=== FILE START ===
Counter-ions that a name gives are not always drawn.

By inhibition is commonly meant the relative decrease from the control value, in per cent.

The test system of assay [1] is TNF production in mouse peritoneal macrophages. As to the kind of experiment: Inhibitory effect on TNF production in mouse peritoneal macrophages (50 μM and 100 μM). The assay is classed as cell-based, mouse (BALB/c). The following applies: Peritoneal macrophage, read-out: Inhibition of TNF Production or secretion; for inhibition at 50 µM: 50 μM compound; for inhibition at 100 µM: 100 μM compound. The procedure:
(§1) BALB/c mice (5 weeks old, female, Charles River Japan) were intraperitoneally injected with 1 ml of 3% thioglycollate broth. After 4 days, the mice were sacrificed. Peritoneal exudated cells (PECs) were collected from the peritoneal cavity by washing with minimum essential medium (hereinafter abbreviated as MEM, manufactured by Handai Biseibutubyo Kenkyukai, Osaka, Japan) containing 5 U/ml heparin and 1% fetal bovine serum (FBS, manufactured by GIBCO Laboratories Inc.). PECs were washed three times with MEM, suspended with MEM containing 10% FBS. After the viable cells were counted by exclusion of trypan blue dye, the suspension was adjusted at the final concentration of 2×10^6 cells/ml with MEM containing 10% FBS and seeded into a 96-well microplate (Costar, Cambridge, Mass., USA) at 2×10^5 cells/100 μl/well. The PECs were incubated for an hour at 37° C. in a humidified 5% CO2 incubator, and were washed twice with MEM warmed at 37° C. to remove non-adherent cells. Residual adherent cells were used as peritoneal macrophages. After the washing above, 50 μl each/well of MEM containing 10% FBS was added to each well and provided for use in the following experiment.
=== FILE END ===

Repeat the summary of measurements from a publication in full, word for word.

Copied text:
Counter-ions that a name gives are not always drawn.

By inhibition is commonly meant the relative decrease from the control value, in per cent.

The test system of assay [1] is TNF production in mouse peritoneal macrophages. As to the kind of experiment: Inhibitory effect on TNF production in mouse peritoneal macrophages (50 μM and 100 μM). The assay is classed as cell-based, mouse (BALB/c). The following applies: Peritoneal macrophage, read-out: Inhibition of TNF Production or secretion; for inhibition at 50 µM: 50 μM compound; for inhibition at 100 µM: 100 μM compound. The procedure:
(§1) BALB/c mice (5 weeks old, female, Charles River Japan) were intraperitoneally injected with 1 ml of 3% thioglycollate broth. After 4 days, the mice were sacrificed. Peritoneal exudated cells (PECs) were collected from the peritoneal cavity by washing with minimum essential medium (hereinafter abbreviated as MEM, manufactured by Handai Biseibutubyo Kenkyukai, Osaka, Japan) containing 5 U/ml heparin and 1% fetal bovine serum (FBS, manufactured by GIBCO Laboratories Inc.). PECs were washed three times with MEM, suspended with MEM containing 10% FBS. After the viable cells were counted by exclusion of trypan blue dye, the suspension was adjusted at the final concentration of 2×10^6 cells/ml with MEM containing 10% FBS and seeded into a 96-well microplate (Costar, Cambridge, Mass., USA) at 2×10^5 cells/100 μl/well. The PECs were incubated for an hour at 37° C. in a humidified 5% CO2 incubator, and were washed twice with MEM warmed at 37° C. to remove non-adherent cells. Residual adherent cells were used as peritoneal macrophages. After the washing above, 50 μl each/well of MEM containing 10% FBS was added to each well and provided for use in the following experiment.